This one seems to be giving a lot of people trouble, so I thought I’d try to clear up some misconceptions.
- This post contains some helpful information, since we can assume the coffee is in thermal equilibrium with the gallium spoon as the spoon melts. The final temperature for the spoon will be the same as the final temperature for the coffee. You’re going to be solving for the mass of the coffee, since you know the mass of the spoon, and you have the initial and final temperatures (convert to ºC!) and heat capacities for the spoon and the coffee.
- I said you’d be solving for the mass of the coffee, but the problem asks for the volume of coffee. What property (that’s stated in the problem!) helps you convert mass to volume?
- I gave you the heat capacity of water/coffee as 4.184 J/(g•K), but I failed to explain that this is equivalent to 4.184 J/(g•ºC)! This works because the “spacing” between ºC and K is the same: there are 100 degrees between the freezing point of water and the boiling point of water in both scales. (Convert for yourself if you don’t believe me!)
- We’re looking for the minimum amount of coffee needed to melt the spoon, and the answer is so small it might surprise you a little.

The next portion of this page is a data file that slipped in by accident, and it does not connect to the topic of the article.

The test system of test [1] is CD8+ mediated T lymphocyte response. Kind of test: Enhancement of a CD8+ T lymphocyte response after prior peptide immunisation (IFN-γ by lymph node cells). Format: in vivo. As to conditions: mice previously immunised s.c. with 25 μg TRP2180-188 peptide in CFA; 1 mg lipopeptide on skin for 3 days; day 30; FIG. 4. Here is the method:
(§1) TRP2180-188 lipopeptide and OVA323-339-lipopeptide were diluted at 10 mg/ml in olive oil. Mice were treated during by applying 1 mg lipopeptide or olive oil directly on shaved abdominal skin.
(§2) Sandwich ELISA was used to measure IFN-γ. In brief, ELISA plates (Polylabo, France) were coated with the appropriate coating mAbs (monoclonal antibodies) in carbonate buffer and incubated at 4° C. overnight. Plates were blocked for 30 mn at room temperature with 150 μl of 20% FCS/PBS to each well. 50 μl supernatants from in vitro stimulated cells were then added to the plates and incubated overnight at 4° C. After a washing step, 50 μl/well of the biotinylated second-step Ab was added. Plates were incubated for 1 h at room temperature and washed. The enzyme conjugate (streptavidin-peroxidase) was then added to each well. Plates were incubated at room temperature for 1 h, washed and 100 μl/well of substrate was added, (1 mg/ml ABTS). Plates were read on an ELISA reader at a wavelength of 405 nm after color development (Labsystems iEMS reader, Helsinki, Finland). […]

I believe in you, and you can all get this one. I wouldn’t put something this tricky on an exam, but you can definitely expect at least one heat capacity problem. The hardest problems we solve are going to be the in-class sets. This is useful because you all get to learn how to collaborate to find the solution, and you get to check your understanding by discussing with your classmates! I know some of you are a little confused and terrified of looking stupid in front of others (I was one of you, years ago), and that makes these exercises painful and unpopular. This is why I’m bribing you with candy. Showing someone else your thought processes is really useful if you’re doing science for a living, or if you’re teaching, or if you’re trying to ace a technical job interview.
Please comment if there’s anything else that isn’t clear! (Or future candy suggestions.)
By the way, the gallium spoons do exist. Here’s one in action!
Bonus: what kind of mixture do the water and molten gallium form?